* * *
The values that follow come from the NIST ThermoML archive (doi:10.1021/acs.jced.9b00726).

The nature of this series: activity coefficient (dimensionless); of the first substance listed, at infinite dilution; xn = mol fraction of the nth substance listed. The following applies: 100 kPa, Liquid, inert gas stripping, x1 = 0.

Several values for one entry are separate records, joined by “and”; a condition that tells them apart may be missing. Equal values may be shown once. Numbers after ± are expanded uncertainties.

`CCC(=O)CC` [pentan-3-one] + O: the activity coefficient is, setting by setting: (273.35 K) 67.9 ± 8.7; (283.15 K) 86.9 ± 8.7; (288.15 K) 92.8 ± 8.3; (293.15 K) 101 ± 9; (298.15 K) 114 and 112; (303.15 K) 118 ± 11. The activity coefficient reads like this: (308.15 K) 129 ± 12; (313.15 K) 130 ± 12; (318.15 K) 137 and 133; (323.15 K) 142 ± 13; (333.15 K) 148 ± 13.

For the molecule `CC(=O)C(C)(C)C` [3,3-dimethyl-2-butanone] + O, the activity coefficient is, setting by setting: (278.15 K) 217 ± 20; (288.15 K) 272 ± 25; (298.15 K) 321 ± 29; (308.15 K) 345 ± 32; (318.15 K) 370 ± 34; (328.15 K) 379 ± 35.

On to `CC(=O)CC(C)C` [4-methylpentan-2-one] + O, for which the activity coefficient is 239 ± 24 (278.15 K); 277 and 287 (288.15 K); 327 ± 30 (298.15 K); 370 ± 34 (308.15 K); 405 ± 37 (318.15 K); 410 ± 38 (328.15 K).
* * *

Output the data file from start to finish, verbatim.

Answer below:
The values that follow come from the NIST ThermoML archive (doi:10.1021/acs.jced.9b00726).

The nature of this series: activity coefficient (dimensionless); of the first substance listed, at infinite dilution; xn = mol fraction of the nth substance listed. The following applies: 100 kPa, Liquid, inert gas stripping, x1 = 0.

Several values for one entry are separate records, joined by “and”; a condition that tells them apart may be missing. Equal values may be shown once. Numbers after ± are expanded uncertainties.

`CCC(=O)CC` [pentan-3-one] + O: the activity coefficient is, setting by setting: (273.35 K) 67.9 ± 8.7; (283.15 K) 86.9 ± 8.7; (288.15 K) 92.8 ± 8.3; (293.15 K) 101 ± 9; (298.15 K) 114 and 112; (303.15 K) 118 ± 11. The activity coefficient reads like this: (308.15 K) 129 ± 12; (313.15 K) 130 ± 12; (318.15 K) 137 and 133; (323.15 K) 142 ± 13; (333.15 K) 148 ± 13.

For the molecule `CC(=O)C(C)(C)C` [3,3-dimethyl-2-butanone] + O, the activity coefficient is, setting by setting: (278.15 K) 217 ± 20; (288.15 K) 272 ± 25; (298.15 K) 321 ± 29; (308.15 K) 345 ± 32; (318.15 K) 370 ± 34; (328.15 K) 379 ± 35.

On to `CC(=O)CC(C)C` [4-methylpentan-2-one] + O, for which the activity coefficient is 239 ± 24 (278.15 K); 277 and 287 (288.15 K); 327 ± 30 (298.15 K); 370 ± 34 (308.15 K); 405 ± 37 (318.15 K); 410 ± 38 (328.15 K).